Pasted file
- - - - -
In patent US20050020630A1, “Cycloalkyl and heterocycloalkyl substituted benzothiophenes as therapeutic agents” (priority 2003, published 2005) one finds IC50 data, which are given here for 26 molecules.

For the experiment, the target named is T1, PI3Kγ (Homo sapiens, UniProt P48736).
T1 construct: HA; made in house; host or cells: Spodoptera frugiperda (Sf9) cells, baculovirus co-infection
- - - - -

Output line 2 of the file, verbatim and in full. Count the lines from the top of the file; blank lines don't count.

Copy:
For the experiment, the target named is T1, PI3Kγ (Homo sapiens, UniProt P48736).